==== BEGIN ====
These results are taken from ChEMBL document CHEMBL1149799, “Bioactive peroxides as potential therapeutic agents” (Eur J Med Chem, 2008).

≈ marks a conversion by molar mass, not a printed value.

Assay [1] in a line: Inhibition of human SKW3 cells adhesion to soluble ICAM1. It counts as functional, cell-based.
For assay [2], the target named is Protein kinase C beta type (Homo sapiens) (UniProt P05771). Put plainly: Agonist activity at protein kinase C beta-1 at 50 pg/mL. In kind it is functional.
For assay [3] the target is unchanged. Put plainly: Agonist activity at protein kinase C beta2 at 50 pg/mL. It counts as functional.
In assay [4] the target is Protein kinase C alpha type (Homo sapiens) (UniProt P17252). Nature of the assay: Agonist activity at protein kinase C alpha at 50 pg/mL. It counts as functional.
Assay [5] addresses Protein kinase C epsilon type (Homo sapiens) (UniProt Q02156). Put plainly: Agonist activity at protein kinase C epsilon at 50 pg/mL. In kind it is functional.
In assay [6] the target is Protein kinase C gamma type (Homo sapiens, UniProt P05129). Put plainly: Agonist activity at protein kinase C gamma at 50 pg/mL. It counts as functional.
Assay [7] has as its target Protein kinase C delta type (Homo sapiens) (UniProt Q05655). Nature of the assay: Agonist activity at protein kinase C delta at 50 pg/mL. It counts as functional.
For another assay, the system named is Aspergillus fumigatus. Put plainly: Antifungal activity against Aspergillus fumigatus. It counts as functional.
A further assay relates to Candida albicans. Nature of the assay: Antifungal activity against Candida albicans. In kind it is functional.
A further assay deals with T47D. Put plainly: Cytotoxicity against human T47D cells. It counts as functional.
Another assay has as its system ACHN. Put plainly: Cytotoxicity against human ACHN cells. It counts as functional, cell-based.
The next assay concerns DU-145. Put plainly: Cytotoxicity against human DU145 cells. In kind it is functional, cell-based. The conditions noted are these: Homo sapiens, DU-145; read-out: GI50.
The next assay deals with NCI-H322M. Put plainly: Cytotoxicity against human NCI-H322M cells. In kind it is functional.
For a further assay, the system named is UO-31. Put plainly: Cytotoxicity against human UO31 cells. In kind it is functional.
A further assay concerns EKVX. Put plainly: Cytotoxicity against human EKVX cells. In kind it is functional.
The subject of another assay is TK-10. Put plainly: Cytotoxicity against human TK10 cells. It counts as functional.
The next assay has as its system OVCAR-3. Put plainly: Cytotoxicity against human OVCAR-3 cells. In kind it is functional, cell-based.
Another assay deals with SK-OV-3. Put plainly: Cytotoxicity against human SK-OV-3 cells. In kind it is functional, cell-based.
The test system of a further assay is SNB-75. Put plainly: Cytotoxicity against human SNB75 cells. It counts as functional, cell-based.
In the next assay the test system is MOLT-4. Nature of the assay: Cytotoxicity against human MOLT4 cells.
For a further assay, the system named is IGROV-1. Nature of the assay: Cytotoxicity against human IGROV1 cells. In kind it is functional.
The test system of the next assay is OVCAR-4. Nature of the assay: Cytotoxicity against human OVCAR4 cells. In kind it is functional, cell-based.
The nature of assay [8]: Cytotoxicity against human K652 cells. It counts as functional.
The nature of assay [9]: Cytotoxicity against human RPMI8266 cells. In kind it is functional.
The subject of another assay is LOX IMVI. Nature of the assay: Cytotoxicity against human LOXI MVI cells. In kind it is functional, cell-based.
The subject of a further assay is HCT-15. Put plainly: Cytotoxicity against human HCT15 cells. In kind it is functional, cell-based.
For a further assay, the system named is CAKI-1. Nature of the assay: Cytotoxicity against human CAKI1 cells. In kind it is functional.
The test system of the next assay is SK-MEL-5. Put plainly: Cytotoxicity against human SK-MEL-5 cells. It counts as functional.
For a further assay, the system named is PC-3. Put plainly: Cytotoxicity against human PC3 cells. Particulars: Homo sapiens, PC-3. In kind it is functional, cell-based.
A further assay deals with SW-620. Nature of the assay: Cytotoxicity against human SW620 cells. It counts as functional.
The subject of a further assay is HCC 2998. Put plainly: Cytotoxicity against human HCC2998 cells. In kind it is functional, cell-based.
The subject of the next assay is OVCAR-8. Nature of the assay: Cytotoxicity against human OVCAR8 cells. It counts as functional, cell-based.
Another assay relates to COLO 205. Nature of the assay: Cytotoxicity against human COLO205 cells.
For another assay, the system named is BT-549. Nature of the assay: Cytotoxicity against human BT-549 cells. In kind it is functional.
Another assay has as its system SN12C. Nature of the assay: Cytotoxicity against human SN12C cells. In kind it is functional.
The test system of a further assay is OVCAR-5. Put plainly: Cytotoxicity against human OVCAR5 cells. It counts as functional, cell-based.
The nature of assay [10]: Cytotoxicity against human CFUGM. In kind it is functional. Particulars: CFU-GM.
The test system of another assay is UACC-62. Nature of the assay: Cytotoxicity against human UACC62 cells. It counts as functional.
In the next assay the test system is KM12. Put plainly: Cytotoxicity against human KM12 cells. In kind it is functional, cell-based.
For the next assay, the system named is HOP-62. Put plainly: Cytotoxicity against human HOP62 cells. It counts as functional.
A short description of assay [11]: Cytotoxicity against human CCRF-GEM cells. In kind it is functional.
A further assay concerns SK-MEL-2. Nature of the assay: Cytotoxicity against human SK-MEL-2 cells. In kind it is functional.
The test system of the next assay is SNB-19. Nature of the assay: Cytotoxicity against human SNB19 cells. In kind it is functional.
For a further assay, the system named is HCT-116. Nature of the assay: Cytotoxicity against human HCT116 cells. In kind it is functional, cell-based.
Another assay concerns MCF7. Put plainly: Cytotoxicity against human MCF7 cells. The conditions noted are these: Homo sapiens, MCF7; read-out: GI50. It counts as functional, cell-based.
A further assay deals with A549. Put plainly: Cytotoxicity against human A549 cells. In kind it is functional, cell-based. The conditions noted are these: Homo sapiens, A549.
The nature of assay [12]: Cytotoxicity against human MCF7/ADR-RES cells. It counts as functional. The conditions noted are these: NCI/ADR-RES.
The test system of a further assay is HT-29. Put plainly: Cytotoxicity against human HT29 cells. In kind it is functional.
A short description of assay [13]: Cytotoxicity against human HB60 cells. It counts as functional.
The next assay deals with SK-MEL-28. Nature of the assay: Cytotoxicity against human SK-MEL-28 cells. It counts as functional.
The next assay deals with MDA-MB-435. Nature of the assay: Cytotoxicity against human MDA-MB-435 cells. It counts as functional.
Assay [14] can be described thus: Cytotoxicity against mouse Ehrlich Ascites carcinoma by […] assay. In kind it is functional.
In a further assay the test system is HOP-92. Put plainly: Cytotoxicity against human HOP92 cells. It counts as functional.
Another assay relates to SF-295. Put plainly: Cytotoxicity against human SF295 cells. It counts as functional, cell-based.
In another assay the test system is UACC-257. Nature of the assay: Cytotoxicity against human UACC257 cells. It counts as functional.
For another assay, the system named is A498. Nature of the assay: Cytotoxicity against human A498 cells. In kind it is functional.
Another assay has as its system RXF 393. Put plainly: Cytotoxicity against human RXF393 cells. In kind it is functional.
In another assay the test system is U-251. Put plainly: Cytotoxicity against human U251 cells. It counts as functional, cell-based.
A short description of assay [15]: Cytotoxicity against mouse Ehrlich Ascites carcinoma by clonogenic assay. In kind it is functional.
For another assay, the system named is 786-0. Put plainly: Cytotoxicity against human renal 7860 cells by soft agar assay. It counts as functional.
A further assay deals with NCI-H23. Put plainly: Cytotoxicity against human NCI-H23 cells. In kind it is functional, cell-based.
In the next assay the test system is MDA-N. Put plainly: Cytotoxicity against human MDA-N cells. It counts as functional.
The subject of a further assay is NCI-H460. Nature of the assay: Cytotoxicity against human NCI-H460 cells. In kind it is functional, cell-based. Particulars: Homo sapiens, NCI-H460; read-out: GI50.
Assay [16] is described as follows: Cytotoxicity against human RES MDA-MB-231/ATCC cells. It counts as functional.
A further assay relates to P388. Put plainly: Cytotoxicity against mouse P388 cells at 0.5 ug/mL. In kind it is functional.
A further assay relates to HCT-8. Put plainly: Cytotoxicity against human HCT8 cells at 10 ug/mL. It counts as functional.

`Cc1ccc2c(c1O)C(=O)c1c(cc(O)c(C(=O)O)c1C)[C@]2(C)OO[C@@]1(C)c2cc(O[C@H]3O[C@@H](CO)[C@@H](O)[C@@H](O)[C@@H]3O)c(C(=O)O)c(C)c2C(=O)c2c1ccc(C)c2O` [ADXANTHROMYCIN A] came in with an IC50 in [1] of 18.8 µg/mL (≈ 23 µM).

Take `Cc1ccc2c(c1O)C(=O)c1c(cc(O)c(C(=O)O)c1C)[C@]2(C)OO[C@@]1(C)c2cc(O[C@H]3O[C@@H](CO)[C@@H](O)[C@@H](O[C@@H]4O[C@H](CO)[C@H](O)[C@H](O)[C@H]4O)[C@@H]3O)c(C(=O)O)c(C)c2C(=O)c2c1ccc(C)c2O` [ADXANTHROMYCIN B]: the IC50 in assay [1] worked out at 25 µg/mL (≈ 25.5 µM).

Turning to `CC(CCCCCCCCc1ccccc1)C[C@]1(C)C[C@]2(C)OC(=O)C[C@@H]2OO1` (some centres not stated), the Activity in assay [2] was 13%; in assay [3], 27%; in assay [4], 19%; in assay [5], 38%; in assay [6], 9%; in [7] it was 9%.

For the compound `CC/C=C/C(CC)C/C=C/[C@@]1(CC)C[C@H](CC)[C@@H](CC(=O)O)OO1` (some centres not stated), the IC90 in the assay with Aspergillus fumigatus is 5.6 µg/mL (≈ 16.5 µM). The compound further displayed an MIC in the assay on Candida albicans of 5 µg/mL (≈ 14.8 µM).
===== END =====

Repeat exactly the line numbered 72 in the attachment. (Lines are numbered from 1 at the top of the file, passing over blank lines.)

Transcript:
For the compound `CC/C=C/C(CC)C/C=C/[C@@]1(CC)C[C@H](CC)[C@@H](CC(=O)O)OO1` (some centres not stated), the IC90 in the assay with Aspergillus fumigatus is 5.6 µg/mL (≈ 16.5 µM). The compound further displayed an MIC in the assay on Candida albicans of 5 µg/mL (≈ 14.8 µM).